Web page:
An unruly crowd gathered outside a fancy lounge near the Pepsi Center for hours, pressing up against bouncers to get to the party inside. Anyone who made their way through the door found an open bar, a horde of lobbyists, political strategists and reporters and a handful of lawmakers. But first, you had to wait in line, then prove you were invited by finding your name on a pre-printed list. Unless, that is, you were former White House chief of staff John Podesta, in which case you hopped out of your black SUV, walked up to the door and strolled right in at around midnight with barely a nod at the security guys.
The nightlife at the Democratic convention has seen the usual celebrity hierarchy turned sort of upside down, with wonky Washington power brokers suddenly commanding the sort of VIP treatment at swanky clubs usually reserved for ex-reality TV stars. As soon as the night's speeches end -- and sometimes before then -- trendy bars and clubs around town have filled up with D.C. types wearing convention credentials around their necks. Performers from Kanye West to Willie Nelson have appeared on late-night stages, and most people in Denver could probably have managed to get through the week without spending a dime on dinner or drinks by bouncing from party to party.
There's a reason, of course, that even junior House aides are able to get into lavish events that keep them fed, drunk and entertained all week; the parties are sponsored by huge corporations with plenty of business pending before them when the whole scene heads back to Washington. With Democrats in charge of Congress, and aiming at the White House, corporate interests who only used to care about Republicans are using the convention to cozy up to the other side. In fact, according to tip sheets compiled by D.C. lobbying firm Quinn Gillespie (an equal-opportunity employer of Republicans and Democrats alike), there were far more evening receptions, cocktail parties and big blowouts this week in Denver than there will be next week in St. Paul. But the new interest in Washington's Democratic rulers made for some unusual juxtapositions between the party's platform and the anti-lobbyist rhetoric of Barack Obama's campaign.
On Monday night, for example, the Distilled Spirits Council of the United States joined with Daimler, the National Association of Home Builders, Astra Zeneca and other sponsors to throw a huge bash at a downtown nightclub. (The Hill, a newspaper that covers Congress, also sponsored the event.) There was a table set up where hostesses in tight shirts poured thimble-size shots of expensive whiskey -- Johnny Walker Blue and ritzy bourbons with rustic names you won't find at your corner liquor store. Over at the bar, they didn't seem to have stocked anything cheaper than Gray Goose vodka and Tanqueray gin, and it was all free. When lobbyists for the liquor industry throw a party, they like to show off the wares.
There were also lunches and cocktail parties for big donors all through the week, most of which were hermetically sealed from anyone with an inclination to report on the events. The more money you gave to Obama, the better your seats were at the Pepsi Center and at Mile High Stadium at Invesco Field, where Obama spoke Thursday night. Celebrities, though, were pretty invisible at the convention, though they popped up at parties all over the place. The campaign, anxious about John McCain's attacks on Obama's popularity, didn't want Hollywood stars showing up in the TV coverage.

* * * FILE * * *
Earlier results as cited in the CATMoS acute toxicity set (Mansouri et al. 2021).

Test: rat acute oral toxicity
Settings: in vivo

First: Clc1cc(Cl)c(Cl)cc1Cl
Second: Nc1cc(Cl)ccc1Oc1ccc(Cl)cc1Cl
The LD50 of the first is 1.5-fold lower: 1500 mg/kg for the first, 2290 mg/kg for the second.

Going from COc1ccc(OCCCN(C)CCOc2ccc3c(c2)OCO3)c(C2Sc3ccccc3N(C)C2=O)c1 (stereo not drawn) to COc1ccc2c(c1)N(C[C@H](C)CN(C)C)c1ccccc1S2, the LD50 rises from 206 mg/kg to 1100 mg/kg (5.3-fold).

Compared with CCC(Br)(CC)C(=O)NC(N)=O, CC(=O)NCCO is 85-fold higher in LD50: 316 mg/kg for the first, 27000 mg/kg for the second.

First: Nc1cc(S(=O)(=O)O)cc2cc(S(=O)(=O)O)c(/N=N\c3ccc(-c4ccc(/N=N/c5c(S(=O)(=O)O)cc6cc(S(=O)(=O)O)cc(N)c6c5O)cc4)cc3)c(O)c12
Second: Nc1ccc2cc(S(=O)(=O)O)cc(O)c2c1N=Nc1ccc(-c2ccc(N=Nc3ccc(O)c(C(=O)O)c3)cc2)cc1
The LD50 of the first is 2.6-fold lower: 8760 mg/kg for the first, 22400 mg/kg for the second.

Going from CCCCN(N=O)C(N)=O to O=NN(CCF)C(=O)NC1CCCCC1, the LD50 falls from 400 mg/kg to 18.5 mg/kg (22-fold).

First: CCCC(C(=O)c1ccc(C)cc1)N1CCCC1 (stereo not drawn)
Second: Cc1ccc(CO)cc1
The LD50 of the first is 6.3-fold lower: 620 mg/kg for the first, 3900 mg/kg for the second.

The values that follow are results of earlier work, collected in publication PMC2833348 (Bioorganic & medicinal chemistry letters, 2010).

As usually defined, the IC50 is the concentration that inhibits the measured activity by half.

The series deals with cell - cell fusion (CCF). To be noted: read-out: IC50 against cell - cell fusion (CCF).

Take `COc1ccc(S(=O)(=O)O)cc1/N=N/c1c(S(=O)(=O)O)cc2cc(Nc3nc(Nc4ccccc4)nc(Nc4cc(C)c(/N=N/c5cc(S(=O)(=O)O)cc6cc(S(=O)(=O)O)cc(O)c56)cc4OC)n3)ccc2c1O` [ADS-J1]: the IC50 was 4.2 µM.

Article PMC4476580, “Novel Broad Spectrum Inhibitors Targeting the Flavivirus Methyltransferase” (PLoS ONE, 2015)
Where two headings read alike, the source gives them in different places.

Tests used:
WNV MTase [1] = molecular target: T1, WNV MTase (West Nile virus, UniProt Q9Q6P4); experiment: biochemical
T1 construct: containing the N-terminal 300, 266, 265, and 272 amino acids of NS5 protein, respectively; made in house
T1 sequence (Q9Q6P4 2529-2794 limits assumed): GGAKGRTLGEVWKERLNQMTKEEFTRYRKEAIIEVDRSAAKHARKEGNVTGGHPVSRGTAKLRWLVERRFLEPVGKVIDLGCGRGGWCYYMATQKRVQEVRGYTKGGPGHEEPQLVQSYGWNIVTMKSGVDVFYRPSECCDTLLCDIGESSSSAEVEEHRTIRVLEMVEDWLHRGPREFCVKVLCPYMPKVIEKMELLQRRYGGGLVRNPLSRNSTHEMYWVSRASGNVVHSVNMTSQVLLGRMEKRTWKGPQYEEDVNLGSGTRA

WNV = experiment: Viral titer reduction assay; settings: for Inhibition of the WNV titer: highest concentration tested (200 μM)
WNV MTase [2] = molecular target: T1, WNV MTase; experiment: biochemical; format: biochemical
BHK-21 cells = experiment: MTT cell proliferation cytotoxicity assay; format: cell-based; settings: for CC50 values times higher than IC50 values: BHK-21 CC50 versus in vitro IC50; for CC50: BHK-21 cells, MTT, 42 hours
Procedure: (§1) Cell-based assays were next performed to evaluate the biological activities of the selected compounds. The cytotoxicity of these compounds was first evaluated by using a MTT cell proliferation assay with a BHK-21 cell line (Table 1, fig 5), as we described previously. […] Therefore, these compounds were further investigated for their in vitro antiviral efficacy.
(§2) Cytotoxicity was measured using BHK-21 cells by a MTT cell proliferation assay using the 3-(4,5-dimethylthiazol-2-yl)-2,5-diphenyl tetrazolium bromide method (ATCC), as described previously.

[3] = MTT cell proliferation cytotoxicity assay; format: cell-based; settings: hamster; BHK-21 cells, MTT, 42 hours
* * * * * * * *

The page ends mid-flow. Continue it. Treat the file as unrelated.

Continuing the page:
Theoretically, of course, there were supposed to be some rules to keep members of Congress and their staff from being unduly influenced at the convention. (A party in one lawmaker's honor was prohibited, but parties for groups of lawmakers were fine -- so AT&T feted the entire conservative Blue Dog Coalition Sunday night.) But the loopholes were big enough to fit the whole Pepsi Center into. Anyone who worked for the Senate was allowed to go to any party where there were more than 25 people who worked anywhere else, like, say, for the lobbying firms that helped put the parties together. The ethics overseers in the House, having a spasm of conscience, ruled in the middle of the week that anyone who wanted to go see Kanye West play at a bash sponsored by the Recording Industry Association of America had to pay $90. Salon didn't manage to secure an invitation, but the buzz was that there were a lot of no-shows who didn't want to fork over any cash.
But while the entire system makes a sham of the ethics regulations, most of the parties -- including one that was closed to the press -- weren't the smoke-filled rooms of influence-peddling that they might sound like. Serious political players mostly skipped the big bashes; no one with much power to make any decisions seemed to be swinging by for the free beef satay at the end of the night. Instead of being sinister, the whole scene was kind of pathetic. No one was lurking in the corners cutting deals, though at a charity benefit for reconstructing New Orleans on Sunday night, GOP operative Mary Matalin (whose husband, James Carville, was a host of the event) was lurking in the back of the room, hiding from the Democratic crowd. What you had instead was a bunch of lobbyists and a bunch of reporters (who are always up for free booze, but then tend to write stories like this one to justify drinking it) mostly standing around talking to themselves.
That's because these parties aren't really intended to get anyone to change their minds on any particular policy. When you've already helped fund the campaign that got a lawmaker to Washington, you don't need to give them free food, no matter how tasty the fried okra with crab on top might be. Here in Denver, and next week in St. Paul, lobbyists aren't buying any new influence. They're showing off the baubles they've already got.